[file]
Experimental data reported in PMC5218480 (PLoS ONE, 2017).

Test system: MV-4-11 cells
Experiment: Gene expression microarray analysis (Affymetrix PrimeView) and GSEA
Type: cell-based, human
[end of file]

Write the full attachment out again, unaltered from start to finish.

Experimental data reported in PMC5218480 (PLoS ONE, 2017).

Test system: MV-4-11 cells
Experiment: Gene expression microarray analysis (Affymetrix PrimeView) and GSEA
Type: cell-based, human